So, continuing our family trip, we will explore tonight Luderitz, with a little bit of history.
Luderitz is a small coastal town in the Southwest of Namibia.
It is the second commercial port after Walvis Bay.

Luderitz is notorious for its wind blowing more than 300 days in a year.

The town of Luderitz was previously named Angra Pequena (Narrow Bay), when the Portuguese Navigator Bartolomeu Dias step foot here in 1487 and erected a stone cross, on Luderitz Southern Peninsula.

To understand Luderitz better, let me give you some historical context:
German Southwest Africa was a colony of the German Empire, under Bismark from 1884 until 1915, although Germany did not officially recognize its loss of this territory until 1919, with the Treaty of Versailles.

You will see on the map dated 1915, that Namibia was invaded by the Germans, and Walvis Bay, was part of the British Empire.
In 1883, Adolf Luderitz, who was one of Germany’s first prominent colonialists, signed an agreement with Chief Joseph Frederick of Bethanie, in what is now Southern Namibia. The treaty gives the German businesseman rights to the area around the strategic harbour of Angra Pequena, which he renamed Luderitz.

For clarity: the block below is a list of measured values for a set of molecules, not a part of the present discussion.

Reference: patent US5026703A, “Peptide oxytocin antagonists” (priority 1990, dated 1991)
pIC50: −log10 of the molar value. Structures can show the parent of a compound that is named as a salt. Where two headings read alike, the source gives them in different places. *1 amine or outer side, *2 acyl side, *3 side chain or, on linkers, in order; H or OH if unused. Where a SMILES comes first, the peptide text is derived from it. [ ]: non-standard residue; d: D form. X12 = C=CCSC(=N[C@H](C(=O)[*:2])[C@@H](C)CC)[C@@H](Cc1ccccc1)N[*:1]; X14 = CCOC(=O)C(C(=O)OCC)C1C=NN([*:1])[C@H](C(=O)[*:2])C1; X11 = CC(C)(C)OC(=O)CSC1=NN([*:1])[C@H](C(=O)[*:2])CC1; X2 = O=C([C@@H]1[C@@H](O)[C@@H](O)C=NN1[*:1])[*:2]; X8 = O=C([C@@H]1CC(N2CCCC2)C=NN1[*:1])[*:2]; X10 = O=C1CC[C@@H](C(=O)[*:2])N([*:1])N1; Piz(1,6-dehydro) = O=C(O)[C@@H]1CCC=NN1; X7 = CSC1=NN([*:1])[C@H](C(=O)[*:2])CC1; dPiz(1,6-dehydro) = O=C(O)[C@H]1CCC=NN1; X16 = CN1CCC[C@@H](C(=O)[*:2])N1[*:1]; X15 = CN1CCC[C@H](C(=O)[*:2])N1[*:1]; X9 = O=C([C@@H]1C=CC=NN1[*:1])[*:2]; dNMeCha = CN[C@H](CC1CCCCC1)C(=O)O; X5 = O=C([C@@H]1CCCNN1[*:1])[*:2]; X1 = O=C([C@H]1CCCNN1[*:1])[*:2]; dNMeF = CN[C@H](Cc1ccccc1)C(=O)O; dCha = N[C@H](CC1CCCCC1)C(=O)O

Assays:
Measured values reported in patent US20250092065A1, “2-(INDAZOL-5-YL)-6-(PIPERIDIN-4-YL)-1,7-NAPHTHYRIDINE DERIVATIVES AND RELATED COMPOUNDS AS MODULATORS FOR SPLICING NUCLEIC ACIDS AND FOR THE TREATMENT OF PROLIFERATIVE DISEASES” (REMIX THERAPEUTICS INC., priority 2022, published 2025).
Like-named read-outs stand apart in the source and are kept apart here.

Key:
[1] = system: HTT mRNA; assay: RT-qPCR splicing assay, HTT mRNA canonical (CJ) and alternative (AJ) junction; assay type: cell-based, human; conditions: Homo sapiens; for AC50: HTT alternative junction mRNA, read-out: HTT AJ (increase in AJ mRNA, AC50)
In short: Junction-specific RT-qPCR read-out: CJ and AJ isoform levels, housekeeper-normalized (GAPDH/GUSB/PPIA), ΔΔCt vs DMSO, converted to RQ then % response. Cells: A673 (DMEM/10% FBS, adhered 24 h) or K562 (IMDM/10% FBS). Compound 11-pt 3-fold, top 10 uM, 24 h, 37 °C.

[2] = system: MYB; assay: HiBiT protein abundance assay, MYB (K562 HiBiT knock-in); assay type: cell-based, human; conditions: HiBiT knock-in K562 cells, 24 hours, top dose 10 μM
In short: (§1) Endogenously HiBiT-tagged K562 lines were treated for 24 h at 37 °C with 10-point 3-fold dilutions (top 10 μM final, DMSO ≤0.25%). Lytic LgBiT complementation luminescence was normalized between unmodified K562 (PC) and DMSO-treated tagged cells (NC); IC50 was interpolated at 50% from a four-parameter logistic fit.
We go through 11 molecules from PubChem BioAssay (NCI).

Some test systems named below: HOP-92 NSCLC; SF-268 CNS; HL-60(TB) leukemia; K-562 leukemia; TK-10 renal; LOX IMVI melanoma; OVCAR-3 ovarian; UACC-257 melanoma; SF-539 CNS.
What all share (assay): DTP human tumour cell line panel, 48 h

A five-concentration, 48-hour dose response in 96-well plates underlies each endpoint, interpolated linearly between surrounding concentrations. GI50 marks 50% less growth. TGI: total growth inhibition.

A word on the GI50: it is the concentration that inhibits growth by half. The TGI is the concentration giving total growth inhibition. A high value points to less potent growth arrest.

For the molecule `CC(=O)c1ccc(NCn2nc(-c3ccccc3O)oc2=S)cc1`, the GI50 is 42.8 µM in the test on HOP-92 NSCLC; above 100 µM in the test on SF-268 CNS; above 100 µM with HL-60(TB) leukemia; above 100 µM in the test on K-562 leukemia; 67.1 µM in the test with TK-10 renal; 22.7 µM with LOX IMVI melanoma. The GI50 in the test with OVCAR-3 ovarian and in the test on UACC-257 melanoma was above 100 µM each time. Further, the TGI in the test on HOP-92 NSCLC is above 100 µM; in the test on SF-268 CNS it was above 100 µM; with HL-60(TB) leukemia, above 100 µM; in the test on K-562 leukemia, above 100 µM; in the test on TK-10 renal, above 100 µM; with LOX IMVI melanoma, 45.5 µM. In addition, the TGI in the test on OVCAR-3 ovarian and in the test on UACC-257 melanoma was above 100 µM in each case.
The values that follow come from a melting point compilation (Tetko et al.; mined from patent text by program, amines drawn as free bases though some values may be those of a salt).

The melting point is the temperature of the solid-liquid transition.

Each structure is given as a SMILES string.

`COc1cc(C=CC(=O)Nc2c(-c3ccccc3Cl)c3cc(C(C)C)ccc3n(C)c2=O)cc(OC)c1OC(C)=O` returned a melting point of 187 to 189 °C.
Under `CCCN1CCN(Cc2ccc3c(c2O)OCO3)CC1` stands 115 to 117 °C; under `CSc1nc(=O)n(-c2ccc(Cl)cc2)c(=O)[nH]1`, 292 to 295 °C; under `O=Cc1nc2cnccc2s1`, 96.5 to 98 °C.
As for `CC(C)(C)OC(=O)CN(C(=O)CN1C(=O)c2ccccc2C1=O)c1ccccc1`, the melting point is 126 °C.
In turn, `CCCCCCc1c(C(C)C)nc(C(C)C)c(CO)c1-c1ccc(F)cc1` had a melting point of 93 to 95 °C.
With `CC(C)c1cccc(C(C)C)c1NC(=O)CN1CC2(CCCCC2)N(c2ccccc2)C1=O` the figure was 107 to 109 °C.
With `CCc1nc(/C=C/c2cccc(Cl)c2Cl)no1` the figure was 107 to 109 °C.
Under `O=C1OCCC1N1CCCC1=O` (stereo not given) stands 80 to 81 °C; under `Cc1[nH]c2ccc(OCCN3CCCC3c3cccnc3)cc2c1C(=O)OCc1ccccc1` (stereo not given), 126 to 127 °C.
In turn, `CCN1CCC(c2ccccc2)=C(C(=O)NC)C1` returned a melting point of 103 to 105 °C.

In those years, Zacharias Lewala, who was a worker in a diamond mine in Kimberley, South Africa gained experience in the recognition of rough diamonds

Later, he worked in Luderitz at the maintenance of the railway under his German Superior August Stauch.

In 1908, while he was working near Kolmanskop, which is 10km from Luderitz, he discovered several stones which he suspected to be diamonds.
Zacharias Lewala dutifully reported it to his Boss.
Mr Stauch and his friend Nissen, as they realized they were diamonds, initially kept the knowledge secret, and only announced it after securing about 35 hectares around Kolmanskop to continue diamond searching.

Afterwards, realizing that the area was full of diamonds, the German government then prohibited entry to almost the entire extent of Namibia’s Southern Coast, declaring it the Speergebiet, meaning forbidden zone, where no one can enter without a permit.

It was the start of the diamond rush, the town of Luderitz observed an economic boom between 1908 and 1914. Luderitz was at the time known, as Africa’s richest town.

For the anecdote, Zacharias Lewala apparently received nothing for his find, not even some form of gratitude; while many, like August Stauch made a fortune, which he later lost through bad investments and the Great Depression.

The 30 years of German colonialism made a big imprint in the country, in many ways. In Luderitz, it can be seen today in the beautiful architecture of some houses.

In the next blog, we will be visiting the Diamond mind of Kolmanskop and the glittering lifestyle they had at the time.

Kind regards

0 replies

Leave a Reply

Want to join the discussion?
Feel free to contribute!

Leave a Reply

Your email address will not be published. Required fields are marked *